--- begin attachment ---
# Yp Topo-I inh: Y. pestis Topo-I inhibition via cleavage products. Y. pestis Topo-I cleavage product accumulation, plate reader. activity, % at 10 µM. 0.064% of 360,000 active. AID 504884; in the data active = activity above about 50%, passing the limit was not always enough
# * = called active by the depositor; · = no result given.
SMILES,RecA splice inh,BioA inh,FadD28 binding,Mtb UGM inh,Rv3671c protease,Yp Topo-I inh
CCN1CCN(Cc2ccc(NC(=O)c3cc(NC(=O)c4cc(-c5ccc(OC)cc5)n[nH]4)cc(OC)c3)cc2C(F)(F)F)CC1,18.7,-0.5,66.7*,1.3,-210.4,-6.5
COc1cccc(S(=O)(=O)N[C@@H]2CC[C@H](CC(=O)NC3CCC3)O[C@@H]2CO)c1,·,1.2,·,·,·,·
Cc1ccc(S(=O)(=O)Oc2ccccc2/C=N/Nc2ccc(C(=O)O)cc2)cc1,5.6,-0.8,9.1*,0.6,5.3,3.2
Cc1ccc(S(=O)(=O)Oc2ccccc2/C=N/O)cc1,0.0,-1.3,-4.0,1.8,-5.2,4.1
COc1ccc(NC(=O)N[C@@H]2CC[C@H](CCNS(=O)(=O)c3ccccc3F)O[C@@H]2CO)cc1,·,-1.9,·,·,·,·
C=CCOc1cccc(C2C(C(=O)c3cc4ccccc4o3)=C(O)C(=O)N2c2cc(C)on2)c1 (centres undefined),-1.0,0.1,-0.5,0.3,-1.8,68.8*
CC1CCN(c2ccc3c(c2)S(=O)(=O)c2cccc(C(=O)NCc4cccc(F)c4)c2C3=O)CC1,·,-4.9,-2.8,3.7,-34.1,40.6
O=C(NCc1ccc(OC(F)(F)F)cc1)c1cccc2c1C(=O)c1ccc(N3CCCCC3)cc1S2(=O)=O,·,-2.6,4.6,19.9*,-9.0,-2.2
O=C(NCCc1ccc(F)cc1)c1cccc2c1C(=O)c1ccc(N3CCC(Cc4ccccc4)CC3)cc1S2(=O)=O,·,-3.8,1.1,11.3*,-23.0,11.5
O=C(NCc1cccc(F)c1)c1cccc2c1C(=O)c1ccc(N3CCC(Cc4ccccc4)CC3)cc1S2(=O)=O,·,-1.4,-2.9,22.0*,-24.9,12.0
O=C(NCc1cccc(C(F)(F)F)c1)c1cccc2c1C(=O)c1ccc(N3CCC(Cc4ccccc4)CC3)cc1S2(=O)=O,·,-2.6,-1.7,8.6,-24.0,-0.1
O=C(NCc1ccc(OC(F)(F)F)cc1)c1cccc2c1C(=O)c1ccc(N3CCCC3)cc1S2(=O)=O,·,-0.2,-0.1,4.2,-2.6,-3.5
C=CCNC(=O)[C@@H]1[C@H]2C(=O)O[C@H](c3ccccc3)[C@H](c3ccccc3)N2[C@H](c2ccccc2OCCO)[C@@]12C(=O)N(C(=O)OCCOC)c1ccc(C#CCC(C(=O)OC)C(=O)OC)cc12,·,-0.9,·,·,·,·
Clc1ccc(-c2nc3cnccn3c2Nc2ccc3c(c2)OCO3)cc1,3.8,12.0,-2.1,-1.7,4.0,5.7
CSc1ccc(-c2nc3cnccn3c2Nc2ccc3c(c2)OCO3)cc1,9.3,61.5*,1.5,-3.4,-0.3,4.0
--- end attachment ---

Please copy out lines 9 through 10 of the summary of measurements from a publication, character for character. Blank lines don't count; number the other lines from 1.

C=CCOc1cccc(C2C(C(=O)c3cc4ccccc4o3)=C(O)C(=O)N2c2cc(C)on2)c1 (centres undefined),-1.0,0.1,-0.5,0.3,-1.8,68.8*
CC1CCN(c2ccc3c(c2)S(=O)(=O)c2cccc(C(=O)NCc4cccc(F)c4)c2C3=O)CC1,·,-4.9,-2.8,3.7,-34.1,40.6